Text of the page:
Not sleeping well is directly related to cardiovascular problems, diabetes, obesity, hypertension, strokes, and heart attacks.

It is also related to mood disorders, the worsening or appearance of stress, anxiety, or depression. And in the long run, it has been observed that people who do not sleep properly tend to develop Alzheimer’s or dementia in later life.

How to sleep properly

“It’s difficult to measure the quality of sleep in Mexico, but it’s easier to list the qualities of sleep lacking in quality: headaches, dry mouth, exhaustion, tiredness, fatigue, lack of concentration, irritability, the urge to sleep, and daydreaming during the day,” says Kenia Morales Bermeo, an expert in sleep disorders.

Most symptoms of hypersomnia and insomnia are due to poor sleep hygiene. The specialist therefore suggests 10 rules to for high quality sleep:

1.Keep regular hours

Sleep and wake up at the same time. If necessary, set alarms. Do the same with meal and exercise times. The brain learns: it synchronizes our biological rhythms with the schedules that we establish.

2. Avoid naps

Unless you are sick, you should avoid them. But if you can’t, they must be before 6 in the afternoon and they should only last between 15 and 30 minutes.

3. Regular exercise

Exercise in the morning or afternoon, but not after 6 p.m. Exercise facilitates the release of many hormones and neurotransmitters that do not help sleep, so it is not recommended to do it at night.

4. A healthy diet

Avoid eating stimulants at night. Say goodbye to coffee, chocolate, alcohol, and tobacco. If you can’t avoid them, have them before 6 in the evening.

5. A comfortable room

Your room should be dark and quiet, without lamps and LED lights. For those who share a room, the use of ear plugs and eye shades is recommended.

6. A relaxing routine before bed

Develop a personal hygiene routine, such as putting on your pajamas, sitting down to read, praying, bathing, washing your feet, meditating, or listening to music. This is how you tell your brain that it is time to sleep.

7. Use the bed for sleeping only

You cannot use your computer, your cell phone, work, eat, or think in bed. This is because your brain associates the bed with sleep, so if you do something there other than sleep, at night your brain will not know why you are there.

8. Avoid thinking over problems or concerns

While you are in bed, avoid thinking about your worries or problems because you will generate a negative association. This means your brain associates bed with something negative, something that causes you stress and it therefore becomes more difficult to sleep.

9. Light during the day; darkness at night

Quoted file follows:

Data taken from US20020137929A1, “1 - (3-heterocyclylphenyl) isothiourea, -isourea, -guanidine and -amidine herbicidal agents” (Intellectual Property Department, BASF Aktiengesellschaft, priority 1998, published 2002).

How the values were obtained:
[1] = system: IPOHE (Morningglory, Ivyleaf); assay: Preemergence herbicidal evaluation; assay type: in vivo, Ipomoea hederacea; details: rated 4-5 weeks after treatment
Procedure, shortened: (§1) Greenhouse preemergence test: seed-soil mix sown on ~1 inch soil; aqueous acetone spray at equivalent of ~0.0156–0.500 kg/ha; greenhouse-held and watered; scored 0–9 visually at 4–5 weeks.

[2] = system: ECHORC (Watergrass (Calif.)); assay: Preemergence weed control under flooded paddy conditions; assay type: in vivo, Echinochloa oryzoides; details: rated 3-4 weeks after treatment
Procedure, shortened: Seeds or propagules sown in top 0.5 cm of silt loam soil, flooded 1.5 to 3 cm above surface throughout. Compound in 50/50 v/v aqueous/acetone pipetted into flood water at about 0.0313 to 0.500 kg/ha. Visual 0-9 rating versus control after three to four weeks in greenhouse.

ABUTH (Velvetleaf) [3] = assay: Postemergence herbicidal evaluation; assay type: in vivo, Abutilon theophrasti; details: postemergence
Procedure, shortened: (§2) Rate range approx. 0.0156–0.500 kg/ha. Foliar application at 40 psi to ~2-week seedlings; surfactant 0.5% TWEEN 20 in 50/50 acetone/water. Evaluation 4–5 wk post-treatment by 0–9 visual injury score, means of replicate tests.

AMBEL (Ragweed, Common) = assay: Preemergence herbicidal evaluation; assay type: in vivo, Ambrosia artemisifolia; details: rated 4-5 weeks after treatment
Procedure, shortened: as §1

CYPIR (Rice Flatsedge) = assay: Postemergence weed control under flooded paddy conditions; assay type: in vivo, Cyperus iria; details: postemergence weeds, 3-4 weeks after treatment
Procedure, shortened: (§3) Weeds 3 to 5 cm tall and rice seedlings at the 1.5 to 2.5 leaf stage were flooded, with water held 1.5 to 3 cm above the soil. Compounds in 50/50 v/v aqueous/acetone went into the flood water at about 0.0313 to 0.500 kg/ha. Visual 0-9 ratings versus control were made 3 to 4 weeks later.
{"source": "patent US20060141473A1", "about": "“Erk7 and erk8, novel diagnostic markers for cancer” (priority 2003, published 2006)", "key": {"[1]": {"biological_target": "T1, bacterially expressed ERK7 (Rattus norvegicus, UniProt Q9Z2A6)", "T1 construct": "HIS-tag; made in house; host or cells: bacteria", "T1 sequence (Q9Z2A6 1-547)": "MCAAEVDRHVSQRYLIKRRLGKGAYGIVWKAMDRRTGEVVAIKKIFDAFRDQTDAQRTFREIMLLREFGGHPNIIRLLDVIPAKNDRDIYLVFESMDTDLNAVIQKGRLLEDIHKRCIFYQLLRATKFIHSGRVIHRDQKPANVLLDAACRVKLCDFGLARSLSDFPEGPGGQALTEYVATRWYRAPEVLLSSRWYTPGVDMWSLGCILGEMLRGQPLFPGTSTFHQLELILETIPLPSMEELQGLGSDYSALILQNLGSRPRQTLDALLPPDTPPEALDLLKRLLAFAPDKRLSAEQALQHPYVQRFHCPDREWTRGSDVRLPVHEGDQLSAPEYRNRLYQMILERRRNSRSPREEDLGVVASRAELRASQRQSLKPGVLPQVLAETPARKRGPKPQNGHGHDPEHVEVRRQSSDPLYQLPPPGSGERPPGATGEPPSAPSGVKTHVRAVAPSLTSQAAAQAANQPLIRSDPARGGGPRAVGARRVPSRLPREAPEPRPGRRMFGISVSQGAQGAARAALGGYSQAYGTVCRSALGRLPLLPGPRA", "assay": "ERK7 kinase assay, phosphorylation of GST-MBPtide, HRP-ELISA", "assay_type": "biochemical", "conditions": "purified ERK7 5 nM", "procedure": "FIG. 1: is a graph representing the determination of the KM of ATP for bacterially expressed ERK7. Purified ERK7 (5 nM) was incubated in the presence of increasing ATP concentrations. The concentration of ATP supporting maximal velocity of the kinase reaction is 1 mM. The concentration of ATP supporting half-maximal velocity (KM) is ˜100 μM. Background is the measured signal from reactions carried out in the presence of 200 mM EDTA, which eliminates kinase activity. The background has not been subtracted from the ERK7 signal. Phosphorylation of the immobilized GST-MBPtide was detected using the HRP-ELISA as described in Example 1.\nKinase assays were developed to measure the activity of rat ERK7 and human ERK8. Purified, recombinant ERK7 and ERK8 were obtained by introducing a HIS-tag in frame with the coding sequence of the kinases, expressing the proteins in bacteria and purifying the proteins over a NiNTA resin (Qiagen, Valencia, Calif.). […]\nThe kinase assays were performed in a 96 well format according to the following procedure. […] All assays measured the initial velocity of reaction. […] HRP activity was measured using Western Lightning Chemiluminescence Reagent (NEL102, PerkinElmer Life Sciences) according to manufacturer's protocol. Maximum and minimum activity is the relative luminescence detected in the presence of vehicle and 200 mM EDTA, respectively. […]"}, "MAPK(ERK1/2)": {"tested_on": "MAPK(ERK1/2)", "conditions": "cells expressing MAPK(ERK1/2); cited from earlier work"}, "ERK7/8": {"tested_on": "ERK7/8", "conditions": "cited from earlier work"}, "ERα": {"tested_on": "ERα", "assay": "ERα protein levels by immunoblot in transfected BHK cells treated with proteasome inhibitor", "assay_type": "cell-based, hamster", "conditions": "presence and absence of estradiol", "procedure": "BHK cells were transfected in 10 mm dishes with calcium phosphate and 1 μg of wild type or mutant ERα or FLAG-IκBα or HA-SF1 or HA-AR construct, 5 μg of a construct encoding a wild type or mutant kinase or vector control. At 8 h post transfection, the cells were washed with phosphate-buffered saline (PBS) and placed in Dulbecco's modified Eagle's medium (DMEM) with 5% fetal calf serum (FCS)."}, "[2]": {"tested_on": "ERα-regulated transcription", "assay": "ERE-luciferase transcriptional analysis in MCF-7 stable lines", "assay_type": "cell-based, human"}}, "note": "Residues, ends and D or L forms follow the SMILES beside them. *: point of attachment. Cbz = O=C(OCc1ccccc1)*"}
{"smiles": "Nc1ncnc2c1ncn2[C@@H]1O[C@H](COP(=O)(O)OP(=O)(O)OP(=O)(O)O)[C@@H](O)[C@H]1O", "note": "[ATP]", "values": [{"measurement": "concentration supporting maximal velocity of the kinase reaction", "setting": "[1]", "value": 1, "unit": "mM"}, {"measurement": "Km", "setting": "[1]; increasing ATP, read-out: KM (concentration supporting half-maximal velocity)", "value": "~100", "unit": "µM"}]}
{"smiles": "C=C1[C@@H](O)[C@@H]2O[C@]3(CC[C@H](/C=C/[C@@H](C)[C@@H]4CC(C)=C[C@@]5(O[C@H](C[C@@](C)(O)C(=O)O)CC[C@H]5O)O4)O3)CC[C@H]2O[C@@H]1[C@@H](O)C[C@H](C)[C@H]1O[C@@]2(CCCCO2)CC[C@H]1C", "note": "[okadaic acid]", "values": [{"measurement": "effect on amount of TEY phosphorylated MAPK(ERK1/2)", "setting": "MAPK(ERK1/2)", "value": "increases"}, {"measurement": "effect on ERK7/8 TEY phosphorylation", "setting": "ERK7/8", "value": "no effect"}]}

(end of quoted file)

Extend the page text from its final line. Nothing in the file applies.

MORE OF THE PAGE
During the day, have exposure to natural light and total darkness at night.

10. Get help


If, after following the 9 points above, you still have trouble sleeping, go see a specialist.“People believe that when they don’t sleep well, they should take pills or drink tea. But no, the first thing that a specialist in sleep disorders will prescribe is to follow these nine steps, to the letter, for a month,” adds Kenia.

The most vulnerable people

The sleep cycle changes over the years: it is not the same at 20 as it is at 60. This means that the elderly tend to have problems with their sleep. “It has to do with the maturity of the brain. The elderly no longer use their sleep for creating new neurons; they can’t do it anymore. And the ability to restore all systems is limited, so the amount of sleep is reduced,” she explains.

But there are certain people who are more likely to have symptoms of insomnia or hypersomnia: those who are not very resilient, and people who are stressed or anxious. Those who like to be in control, those who have no company, and women between 21 and 35 years old.

According to Chinese and European studies, women who are exposed to news for more than three hours a day are 20% more likely to develop sleep disorders: “It’s a genetic and hormonal issue. Due to personality traits, women are more anxious, and all these factors make them more vulnerable,” the expert explains.

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After the pandemic

After the pandemic, experts from the Department of Psychology and Sleep in China and the European Sleep Research Society have calculated that 30% of the population who displayed symptoms of insomnia during lockdown will recover, and only 6.8% will develop a formal sleep disorder.

“We must pay special attention to health care workers and to those who suffered the loss of a family member or close friend,” highlights the specialist.

What the majority of the population will have is insomnia and circadian rhythm disorders: “This does not mean that they sleep badly, but rather that our society and culture interfere with it. We will have to go to sleep earlier and get up earlier; we will have to modify the sleep cycle again,” said Morales.

Our brains are completely different when we sleep. Sleep affects all areas of our lives. Putting in place sleep hygiene routines in old age is not as effective as doing it when you are young. Right now, we have time: apply the 10 rules and let us know how it goes.